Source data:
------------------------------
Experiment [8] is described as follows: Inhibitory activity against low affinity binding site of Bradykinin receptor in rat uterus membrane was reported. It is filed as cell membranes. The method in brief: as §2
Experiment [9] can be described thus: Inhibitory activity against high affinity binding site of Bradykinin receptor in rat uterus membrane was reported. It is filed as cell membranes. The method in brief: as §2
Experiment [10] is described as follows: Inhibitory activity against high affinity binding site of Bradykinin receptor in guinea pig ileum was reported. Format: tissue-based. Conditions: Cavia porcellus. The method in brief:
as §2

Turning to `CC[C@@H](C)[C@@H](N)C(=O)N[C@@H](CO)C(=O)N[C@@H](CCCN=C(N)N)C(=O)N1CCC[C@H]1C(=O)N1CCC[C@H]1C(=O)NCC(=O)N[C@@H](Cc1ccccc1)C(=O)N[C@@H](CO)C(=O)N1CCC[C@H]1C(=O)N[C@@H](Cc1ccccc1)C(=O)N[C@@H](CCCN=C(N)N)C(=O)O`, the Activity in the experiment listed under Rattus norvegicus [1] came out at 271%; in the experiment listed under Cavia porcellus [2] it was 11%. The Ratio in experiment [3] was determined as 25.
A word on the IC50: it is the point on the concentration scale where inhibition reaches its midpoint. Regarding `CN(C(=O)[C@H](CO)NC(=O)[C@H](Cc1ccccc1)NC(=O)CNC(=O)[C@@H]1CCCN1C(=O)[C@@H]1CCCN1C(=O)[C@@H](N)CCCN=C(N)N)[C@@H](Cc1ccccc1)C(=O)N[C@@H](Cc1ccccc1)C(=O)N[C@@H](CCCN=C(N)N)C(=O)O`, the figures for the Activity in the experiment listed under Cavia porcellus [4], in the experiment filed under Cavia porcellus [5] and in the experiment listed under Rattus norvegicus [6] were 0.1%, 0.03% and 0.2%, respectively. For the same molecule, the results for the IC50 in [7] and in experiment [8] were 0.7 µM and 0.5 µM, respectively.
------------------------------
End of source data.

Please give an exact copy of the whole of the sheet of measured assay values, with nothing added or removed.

Experiment [8] is described as follows: Inhibitory activity against low affinity binding site of Bradykinin receptor in rat uterus membrane was reported. It is filed as cell membranes. The method in brief: as §2
Experiment [9] can be described thus: Inhibitory activity against high affinity binding site of Bradykinin receptor in rat uterus membrane was reported. It is filed as cell membranes. The method in brief: as §2
Experiment [10] is described as follows: Inhibitory activity against high affinity binding site of Bradykinin receptor in guinea pig ileum was reported. Format: tissue-based. Conditions: Cavia porcellus. The method in brief:
as §2

Turning to `CC[C@@H](C)[C@@H](N)C(=O)N[C@@H](CO)C(=O)N[C@@H](CCCN=C(N)N)C(=O)N1CCC[C@H]1C(=O)N1CCC[C@H]1C(=O)NCC(=O)N[C@@H](Cc1ccccc1)C(=O)N[C@@H](CO)C(=O)N1CCC[C@H]1C(=O)N[C@@H](Cc1ccccc1)C(=O)N[C@@H](CCCN=C(N)N)C(=O)O`, the Activity in the experiment listed under Rattus norvegicus [1] came out at 271%; in the experiment listed under Cavia porcellus [2] it was 11%. The Ratio in experiment [3] was determined as 25.
A word on the IC50: it is the point on the concentration scale where inhibition reaches its midpoint. Regarding `CN(C(=O)[C@H](CO)NC(=O)[C@H](Cc1ccccc1)NC(=O)CNC(=O)[C@@H]1CCCN1C(=O)[C@@H]1CCCN1C(=O)[C@@H](N)CCCN=C(N)N)[C@@H](Cc1ccccc1)C(=O)N[C@@H](Cc1ccccc1)C(=O)N[C@@H](CCCN=C(N)N)C(=O)O`, the figures for the Activity in the experiment listed under Cavia porcellus [4], in the experiment filed under Cavia porcellus [5] and in the experiment listed under Rattus norvegicus [6] were 0.1%, 0.03% and 0.2%, respectively. For the same molecule, the results for the IC50 in [7] and in experiment [8] were 0.7 µM and 0.5 µM, respectively.